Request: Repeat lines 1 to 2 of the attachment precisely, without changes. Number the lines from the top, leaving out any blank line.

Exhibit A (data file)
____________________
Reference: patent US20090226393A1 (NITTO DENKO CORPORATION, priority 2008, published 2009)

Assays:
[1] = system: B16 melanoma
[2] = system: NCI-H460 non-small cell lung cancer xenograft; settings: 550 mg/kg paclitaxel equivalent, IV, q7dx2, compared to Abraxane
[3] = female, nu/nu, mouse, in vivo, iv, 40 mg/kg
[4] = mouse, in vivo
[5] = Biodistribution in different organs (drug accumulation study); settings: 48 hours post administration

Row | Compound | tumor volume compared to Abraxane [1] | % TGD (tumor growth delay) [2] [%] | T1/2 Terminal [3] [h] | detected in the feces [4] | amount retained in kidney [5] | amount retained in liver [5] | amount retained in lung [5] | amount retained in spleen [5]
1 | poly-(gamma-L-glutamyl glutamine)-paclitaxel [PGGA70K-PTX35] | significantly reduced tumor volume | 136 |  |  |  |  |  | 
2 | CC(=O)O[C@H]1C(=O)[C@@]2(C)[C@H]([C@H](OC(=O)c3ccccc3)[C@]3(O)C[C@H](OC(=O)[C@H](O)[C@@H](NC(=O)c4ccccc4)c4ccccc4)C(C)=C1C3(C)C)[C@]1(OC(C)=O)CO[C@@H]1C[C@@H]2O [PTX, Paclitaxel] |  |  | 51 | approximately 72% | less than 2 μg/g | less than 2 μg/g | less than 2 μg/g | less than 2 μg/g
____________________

Reference: patent US20090226393A1 (NITTO DENKO CORPORATION, priority 2008, published 2009)

Assays: